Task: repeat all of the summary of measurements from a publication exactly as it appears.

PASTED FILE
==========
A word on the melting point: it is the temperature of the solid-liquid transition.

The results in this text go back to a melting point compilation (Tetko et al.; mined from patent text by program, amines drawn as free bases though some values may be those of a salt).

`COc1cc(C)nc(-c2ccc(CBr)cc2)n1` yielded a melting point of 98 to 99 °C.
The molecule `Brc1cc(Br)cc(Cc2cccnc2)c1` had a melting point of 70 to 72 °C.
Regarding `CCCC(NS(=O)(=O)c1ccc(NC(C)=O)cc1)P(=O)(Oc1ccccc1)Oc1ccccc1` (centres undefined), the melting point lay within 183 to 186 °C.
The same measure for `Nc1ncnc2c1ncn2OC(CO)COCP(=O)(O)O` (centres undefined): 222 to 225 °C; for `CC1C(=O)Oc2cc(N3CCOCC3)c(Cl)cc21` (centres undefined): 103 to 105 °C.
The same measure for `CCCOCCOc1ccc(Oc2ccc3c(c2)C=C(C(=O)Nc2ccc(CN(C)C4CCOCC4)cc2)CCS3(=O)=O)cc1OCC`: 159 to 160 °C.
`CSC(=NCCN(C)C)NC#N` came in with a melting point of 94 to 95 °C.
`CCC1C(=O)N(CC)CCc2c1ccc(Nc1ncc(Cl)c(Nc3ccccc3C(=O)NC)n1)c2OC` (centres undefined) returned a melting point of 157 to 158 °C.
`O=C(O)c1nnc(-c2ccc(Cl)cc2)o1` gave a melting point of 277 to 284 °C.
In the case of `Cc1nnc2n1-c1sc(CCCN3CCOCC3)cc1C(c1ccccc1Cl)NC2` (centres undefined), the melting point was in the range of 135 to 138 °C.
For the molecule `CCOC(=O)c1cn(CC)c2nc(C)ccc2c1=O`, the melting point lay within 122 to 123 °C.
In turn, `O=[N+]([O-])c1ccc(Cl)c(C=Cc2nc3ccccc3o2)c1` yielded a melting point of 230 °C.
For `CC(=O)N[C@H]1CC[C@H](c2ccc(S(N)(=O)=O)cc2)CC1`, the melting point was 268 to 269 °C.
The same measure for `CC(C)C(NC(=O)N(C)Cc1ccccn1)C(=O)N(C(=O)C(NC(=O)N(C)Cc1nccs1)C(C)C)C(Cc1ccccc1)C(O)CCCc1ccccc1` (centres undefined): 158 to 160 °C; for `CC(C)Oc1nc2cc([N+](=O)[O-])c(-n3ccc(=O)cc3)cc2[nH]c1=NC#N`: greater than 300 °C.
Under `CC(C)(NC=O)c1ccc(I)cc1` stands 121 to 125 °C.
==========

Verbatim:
A word on the melting point: it is the temperature of the solid-liquid transition.

The results in this text go back to a melting point compilation (Tetko et al.; mined from patent text by program, amines drawn as free bases though some values may be those of a salt).

`COc1cc(C)nc(-c2ccc(CBr)cc2)n1` yielded a melting point of 98 to 99 °C.
The molecule `Brc1cc(Br)cc(Cc2cccnc2)c1` had a melting point of 70 to 72 °C.
Regarding `CCCC(NS(=O)(=O)c1ccc(NC(C)=O)cc1)P(=O)(Oc1ccccc1)Oc1ccccc1` (centres undefined), the melting point lay within 183 to 186 °C.
The same measure for `Nc1ncnc2c1ncn2OC(CO)COCP(=O)(O)O` (centres undefined): 222 to 225 °C; for `CC1C(=O)Oc2cc(N3CCOCC3)c(Cl)cc21` (centres undefined): 103 to 105 °C.
The same measure for `CCCOCCOc1ccc(Oc2ccc3c(c2)C=C(C(=O)Nc2ccc(CN(C)C4CCOCC4)cc2)CCS3(=O)=O)cc1OCC`: 159 to 160 °C.
`CSC(=NCCN(C)C)NC#N` came in with a melting point of 94 to 95 °C.
`CCC1C(=O)N(CC)CCc2c1ccc(Nc1ncc(Cl)c(Nc3ccccc3C(=O)NC)n1)c2OC` (centres undefined) returned a melting point of 157 to 158 °C.
`O=C(O)c1nnc(-c2ccc(Cl)cc2)o1` gave a melting point of 277 to 284 °C.
In the case of `Cc1nnc2n1-c1sc(CCCN3CCOCC3)cc1C(c1ccccc1Cl)NC2` (centres undefined), the melting point was in the range of 135 to 138 °C.
For the molecule `CCOC(=O)c1cn(CC)c2nc(C)ccc2c1=O`, the melting point lay within 122 to 123 °C.
In turn, `O=[N+]([O-])c1ccc(Cl)c(C=Cc2nc3ccccc3o2)c1` yielded a melting point of 230 °C.
For `CC(=O)N[C@H]1CC[C@H](c2ccc(S(N)(=O)=O)cc2)CC1`, the melting point was 268 to 269 °C.
The same measure for `CC(C)C(NC(=O)N(C)Cc1ccccn1)C(=O)N(C(=O)C(NC(=O)N(C)Cc1nccs1)C(C)C)C(Cc1ccccc1)C(O)CCCc1ccccc1` (centres undefined): 158 to 160 °C; for `CC(C)Oc1nc2cc([N+](=O)[O-])c(-n3ccc(=O)cc3)cc2[nH]c1=NC#N`: greater than 300 °C.
Under `CC(C)(NC=O)c1ccc(I)cc1` stands 121 to 125 °C.